Friday, September 15, 2017

SSH to EC2 (Refrain)

Recently Moshe wrote up a demonstration of the simple steps needed to retrieve an SSH public key from an EC2 instance to populate a known_hosts file. Moshe's example uses the highly capable boto3 library for its EC2 interactions. However, since his blog is syndicated on Planet Twisted, reading it left me compelled to present an implementation based on txAWS instead.

First, as in Moshe's example, we need argv and expanduser so that we can determine which instance the user is interested in (accepted as a command line argument to the tool) and find the user's known_hosts file (conventionally located in ~):

from sys import argv
from os.path import expanduser
Next, we'll get an abstraction for working with filesystem paths. This is commonly used in Twisted APIs because it saves us from many path manipulation mistakes committed when representing paths as simple strings:
from filepath import FilePath
Now, get a couple of abstractions for working with SSH. Twisted Conch is Twisted's SSH library (client & server). KnownHostsFile knows how to read and write the known_hosts file format. We'll use it to update the file with the new key. Key knows how to read and write SSH-format keys. We'll use it to interpret the bytes we find in the EC2 console output and serialize them to be written to the known_hosts file.
from twisted.conch.client.knownhosts import KnownHostsFile
from twisted.conch.ssh.keys import Key
And speaking of the EC2 console output, we'll use txAWS to retrieve it. AWSServiceRegion is the main entrypoint into the txAWS API. From it, we can get an EC2 client object to use to retrieve the console output.
from txaws.service import AWSServiceRegion
And last among the imports, we'll write the example with inlineCallbacks to minimize the quantity of explicit callback-management code. Due to the simplicity of the example and the lack of any need to write tests for it, I won't worry about the potential problems with confusing tracebacks or hard-to-test code this might produce. We'll also use react to drive the whole thing so we don't need to explicitly import, start, or stop the reactor.
from twisted.internet.defer import inlineCallbacks
from twisted.internet.task import react
With that sizable preamble out of the way, the example can begin in earnest. First, define the main function using inlineCallbacks and accepting the reactor (to be passed by react) and the EC2 instance identifier (taken from the command line later on):
@inlineCallbacks
def main(reactor, instance_id):
Now, get the EC2 client. This usage of the txAWS API will find AWS credentials in the usual way (looking at AWS_PROFILE and in ~/.aws for us):
    region = AWSServiceRegion()
    ec2 = region.get_ec2_client()
Then it's a simple matter to get an object representing the desired instance and that instance's console output. Notice these APIs return Deferred so we use yield to let inlineCallbacks suspend this function until the results are available.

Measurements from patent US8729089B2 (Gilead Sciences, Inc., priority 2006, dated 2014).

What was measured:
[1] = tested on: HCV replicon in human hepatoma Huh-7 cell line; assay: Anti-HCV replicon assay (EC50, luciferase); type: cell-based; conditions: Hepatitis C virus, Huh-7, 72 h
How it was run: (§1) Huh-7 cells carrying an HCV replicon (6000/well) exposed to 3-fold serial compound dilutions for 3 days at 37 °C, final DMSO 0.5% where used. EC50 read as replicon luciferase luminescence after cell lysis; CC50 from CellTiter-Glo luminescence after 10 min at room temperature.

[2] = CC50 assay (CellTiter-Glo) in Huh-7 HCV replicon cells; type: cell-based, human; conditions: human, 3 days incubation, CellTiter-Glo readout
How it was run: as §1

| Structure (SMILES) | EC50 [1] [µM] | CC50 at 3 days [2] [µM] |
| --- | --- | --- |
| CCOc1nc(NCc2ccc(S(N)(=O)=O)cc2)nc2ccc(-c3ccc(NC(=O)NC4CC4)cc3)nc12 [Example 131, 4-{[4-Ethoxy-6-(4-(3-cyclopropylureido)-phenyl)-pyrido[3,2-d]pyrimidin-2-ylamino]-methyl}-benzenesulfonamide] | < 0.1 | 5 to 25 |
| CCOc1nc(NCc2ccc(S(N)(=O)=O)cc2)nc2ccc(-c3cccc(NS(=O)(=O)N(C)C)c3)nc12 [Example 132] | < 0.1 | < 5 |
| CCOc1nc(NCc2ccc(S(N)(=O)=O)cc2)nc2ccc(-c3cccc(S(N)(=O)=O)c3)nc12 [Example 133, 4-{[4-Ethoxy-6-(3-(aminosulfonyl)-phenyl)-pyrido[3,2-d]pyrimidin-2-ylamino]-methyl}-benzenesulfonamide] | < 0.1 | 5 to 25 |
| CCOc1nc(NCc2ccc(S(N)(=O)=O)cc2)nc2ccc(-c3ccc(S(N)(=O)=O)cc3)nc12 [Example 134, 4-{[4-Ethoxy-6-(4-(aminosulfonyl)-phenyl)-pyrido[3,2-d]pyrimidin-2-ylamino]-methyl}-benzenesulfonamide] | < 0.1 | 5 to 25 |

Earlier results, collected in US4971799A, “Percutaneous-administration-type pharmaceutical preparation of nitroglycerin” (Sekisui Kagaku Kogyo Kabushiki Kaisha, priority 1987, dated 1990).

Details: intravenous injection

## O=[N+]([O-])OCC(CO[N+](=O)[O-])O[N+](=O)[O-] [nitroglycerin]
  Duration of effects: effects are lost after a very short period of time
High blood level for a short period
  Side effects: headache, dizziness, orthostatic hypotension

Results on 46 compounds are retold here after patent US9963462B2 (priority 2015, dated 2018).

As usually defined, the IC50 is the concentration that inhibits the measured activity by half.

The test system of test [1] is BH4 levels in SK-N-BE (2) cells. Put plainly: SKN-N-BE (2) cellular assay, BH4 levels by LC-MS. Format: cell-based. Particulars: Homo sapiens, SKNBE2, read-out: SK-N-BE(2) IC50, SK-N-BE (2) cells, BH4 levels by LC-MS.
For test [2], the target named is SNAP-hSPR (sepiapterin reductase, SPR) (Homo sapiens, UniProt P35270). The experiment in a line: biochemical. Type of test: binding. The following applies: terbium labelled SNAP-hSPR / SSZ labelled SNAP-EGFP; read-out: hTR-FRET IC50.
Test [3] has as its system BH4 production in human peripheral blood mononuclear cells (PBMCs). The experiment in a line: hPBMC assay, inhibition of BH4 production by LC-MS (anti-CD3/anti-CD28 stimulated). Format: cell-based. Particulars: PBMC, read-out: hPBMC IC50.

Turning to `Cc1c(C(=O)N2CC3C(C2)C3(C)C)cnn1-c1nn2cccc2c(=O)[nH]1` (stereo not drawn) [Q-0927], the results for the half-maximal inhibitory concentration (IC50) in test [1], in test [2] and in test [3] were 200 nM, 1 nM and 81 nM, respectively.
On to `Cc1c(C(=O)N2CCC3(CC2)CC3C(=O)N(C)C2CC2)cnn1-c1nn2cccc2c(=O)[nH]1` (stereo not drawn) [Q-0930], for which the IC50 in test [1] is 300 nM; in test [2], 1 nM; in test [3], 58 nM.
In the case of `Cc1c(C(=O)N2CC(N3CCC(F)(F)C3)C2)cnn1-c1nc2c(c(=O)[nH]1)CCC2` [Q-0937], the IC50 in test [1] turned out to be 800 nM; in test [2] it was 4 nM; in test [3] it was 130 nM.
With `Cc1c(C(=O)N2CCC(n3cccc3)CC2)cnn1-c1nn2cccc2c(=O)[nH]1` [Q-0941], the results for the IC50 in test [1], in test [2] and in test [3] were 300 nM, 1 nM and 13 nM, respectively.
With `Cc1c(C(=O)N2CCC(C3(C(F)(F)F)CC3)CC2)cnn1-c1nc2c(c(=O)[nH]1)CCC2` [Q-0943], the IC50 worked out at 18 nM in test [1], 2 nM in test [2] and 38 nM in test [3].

[instance] = yield ec2.describe_instances(instance_id)
    output = yield ec2.get_console_output(instance_id)
Some simple parsing logic, much like the code in Moshe's implementation (since this is exactly the same text now being operated on). We do take the extra step of deserializing the key into an object that we can use later with a KnownHostsFile object.
    keys = (
        Key.fromString(key)
        for key in extract_ssh_key(output.output)
    )
Then write the extracted keys to the known hosts file:
    known_hosts = KnownHostsFile.fromPath(
        FilePath(expanduser("~/.ssh/known_hosts")),
    )
    for key in keys:
        for name in [instance.dns_name, instance.ip_address]:
            known_hosts.addHostKey(name, key)
    known_hosts.save()
There's also the small matter of actually parsing the console output for the keys:
def extract_ssh_key(output):
    return (
        line for line in output.splitlines()
        if line.startswith(u"ssh-rsa ")
    )
And then kicking off the whole process:
react(main, argv[1:])
Putting it all together:
from sys import argv
from os.path import expanduser

from filepath import FilePath

from twisted.conch.client.knownhosts import KnownHostsFile
from twisted.conch.ssh.keys import Key

from txaws.service import AWSServiceRegion

from twisted.internet.defer import inlineCallbacks
from twisted.internet.task import react

@inlineCallbacks
def main(reactor, instance_id):
    region = AWSServiceRegion()
    ec2 = region.get_ec2_client()

    [instance] = yield ec2.describe_instances(instance_id)
    output = yield ec2.get_console_output(instance_id)

    keys = (
        Key.fromString(key)
        for key in extract_ssh_key(output.output)
    )

    known_hosts = KnownHostsFile.fromPath(
        FilePath(expanduser("~/.ssh/known_hosts")),
    )
    for key in keys:
        for name in [instance.dns_name, instance.ip_address]:
            known_hosts.addHostKey(name, key)
    known_hosts.save()

def extract_ssh_key(output):
    return (
        line for line in output.splitlines()
        if line.startswith(u"ssh-rsa ")
    )

react(main, argv[1:])

So, there you have it. Roughly equivalent complexity to using boto3 and on its own there's little reason to prefer this to what Moshe has written about. However, if you have a larger Twisted-based application then you may prefer the natively asynchronous txAWS to blocking boto3 calls or managing boto3 in a thread somehow.

Also, I'd like to thank LeastAuthority (my current employer and operator of the Tahoe-LAFS-based S4 service which just so happens to lean heavily on txAWS) for originally implementing get_console_output for txAWS (which, minor caveat, will not be available until the next release of txAWS is out).

As always, if you like this sort of thing, check out the support links on the right.

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